Marlene Dietrich: Falling in love again
From Europe to Hollywood and back again, the screen’s most enduring love goddess still smoulders.
‘In America, sex is an obsession, in other parts of the world it’s a fact’
Marlene Dietrich first stunned the world as Lola Lola in The Blue Angel, the embodiment of dangerous sexual allure, and for decades she captivated audiences like no one else. Josef von Sternberg, who directed her breakthrough role and more to follow, is lauded as the creator of her intensely fetishized persona, but there’s more to Dietrich than blonde waves and artfully lit cheekbones. Resolute in her politics, she refused all overtures from the Nazi regime and returned to her native Germany only to entertain the Allied troops. Her androgynous fashions and mastery of camp sealed her status as a queer icon. We invite you to discover Dietrich before, during and after the Sternberg years, from one of her finest silent roles, to her most compelling appearances in both European and Hollywood cinema. Then finally encounter the legend in retirement, in her own distinctive words.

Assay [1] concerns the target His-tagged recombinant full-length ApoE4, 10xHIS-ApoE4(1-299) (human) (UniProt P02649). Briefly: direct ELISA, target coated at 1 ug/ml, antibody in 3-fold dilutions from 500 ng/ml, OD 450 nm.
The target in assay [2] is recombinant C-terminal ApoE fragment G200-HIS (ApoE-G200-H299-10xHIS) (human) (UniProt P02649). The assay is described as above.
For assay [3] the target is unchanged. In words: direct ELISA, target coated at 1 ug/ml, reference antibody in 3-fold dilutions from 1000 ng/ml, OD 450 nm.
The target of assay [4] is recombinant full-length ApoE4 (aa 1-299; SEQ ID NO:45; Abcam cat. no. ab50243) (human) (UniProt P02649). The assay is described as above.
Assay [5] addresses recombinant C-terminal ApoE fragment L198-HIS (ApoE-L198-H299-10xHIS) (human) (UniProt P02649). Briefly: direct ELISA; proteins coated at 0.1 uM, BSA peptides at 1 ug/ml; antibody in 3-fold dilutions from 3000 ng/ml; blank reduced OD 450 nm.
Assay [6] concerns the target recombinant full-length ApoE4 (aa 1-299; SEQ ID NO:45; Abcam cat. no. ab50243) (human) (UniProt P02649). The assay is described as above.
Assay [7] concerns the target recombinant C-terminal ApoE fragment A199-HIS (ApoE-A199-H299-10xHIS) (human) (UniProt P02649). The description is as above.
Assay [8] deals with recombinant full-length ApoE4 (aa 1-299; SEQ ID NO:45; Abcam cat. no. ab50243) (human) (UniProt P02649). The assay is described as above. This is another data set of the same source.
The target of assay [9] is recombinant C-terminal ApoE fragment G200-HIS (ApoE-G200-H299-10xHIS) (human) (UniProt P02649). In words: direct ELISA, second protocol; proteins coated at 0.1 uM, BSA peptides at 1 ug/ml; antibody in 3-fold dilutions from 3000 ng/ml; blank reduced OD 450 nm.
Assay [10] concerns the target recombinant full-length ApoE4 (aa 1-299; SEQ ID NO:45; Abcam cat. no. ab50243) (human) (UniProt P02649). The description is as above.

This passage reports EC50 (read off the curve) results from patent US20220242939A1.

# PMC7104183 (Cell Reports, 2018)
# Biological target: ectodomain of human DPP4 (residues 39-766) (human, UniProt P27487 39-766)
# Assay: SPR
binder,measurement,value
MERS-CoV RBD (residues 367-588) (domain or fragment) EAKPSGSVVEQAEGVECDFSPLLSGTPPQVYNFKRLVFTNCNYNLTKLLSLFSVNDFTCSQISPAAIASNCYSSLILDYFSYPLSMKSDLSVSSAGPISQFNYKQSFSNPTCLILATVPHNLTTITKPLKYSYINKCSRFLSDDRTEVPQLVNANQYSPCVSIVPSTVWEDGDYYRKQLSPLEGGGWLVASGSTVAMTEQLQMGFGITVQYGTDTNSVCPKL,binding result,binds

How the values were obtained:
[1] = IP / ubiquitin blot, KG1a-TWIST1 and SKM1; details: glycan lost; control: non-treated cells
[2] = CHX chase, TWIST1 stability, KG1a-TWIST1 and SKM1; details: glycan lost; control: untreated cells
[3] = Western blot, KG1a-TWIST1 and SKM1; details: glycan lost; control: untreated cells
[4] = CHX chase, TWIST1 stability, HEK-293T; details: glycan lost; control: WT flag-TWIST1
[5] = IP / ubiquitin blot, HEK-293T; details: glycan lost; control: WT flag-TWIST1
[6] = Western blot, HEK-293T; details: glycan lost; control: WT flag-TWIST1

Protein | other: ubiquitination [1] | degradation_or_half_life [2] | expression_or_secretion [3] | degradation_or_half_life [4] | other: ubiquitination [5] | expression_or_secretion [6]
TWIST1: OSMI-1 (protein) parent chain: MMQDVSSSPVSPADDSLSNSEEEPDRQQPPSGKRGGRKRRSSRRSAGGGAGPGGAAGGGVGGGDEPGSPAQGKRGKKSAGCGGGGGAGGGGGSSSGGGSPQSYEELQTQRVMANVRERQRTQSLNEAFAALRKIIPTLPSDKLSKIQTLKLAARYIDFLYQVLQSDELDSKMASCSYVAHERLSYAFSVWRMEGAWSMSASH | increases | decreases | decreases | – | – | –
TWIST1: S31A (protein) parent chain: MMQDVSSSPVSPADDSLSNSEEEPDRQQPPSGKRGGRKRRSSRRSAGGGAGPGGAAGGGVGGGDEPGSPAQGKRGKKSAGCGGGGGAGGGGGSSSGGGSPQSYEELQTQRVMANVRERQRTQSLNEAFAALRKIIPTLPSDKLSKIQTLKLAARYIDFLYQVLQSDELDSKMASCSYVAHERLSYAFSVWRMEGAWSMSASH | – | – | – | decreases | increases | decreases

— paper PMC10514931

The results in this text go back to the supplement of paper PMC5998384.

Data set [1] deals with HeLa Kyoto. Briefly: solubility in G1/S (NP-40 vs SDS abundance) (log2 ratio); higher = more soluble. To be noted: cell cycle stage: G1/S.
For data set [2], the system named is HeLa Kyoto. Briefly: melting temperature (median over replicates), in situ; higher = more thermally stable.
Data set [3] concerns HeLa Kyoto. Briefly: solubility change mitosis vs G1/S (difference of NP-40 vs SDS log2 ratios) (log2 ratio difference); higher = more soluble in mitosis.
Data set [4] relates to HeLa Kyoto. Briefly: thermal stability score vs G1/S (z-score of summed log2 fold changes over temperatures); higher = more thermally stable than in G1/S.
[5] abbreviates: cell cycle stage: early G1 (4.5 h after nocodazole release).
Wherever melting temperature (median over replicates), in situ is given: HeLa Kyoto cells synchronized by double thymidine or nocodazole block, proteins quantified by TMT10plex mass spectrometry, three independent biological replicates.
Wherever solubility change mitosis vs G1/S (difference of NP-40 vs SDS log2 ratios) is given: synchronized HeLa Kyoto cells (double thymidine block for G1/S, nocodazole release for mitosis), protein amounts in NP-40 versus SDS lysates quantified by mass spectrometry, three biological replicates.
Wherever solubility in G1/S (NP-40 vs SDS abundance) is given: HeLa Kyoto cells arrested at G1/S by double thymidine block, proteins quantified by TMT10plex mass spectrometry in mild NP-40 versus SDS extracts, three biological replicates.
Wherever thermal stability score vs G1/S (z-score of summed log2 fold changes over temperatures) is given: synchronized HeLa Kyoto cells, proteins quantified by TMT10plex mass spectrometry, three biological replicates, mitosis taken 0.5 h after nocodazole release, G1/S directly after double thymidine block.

Supported by Classic Movie Hub
Supported by German Kraft Brewery
‘Marlene Dietrich at Universal: 1940-1942’ will be released on BFI Blu-ray on 18 Jan 2021. The four-disc collection includes Seven Sinners, Flame of New Orleans, The Spoilers and Pittsburgh, all released on Blu-ray for the first time in the UK.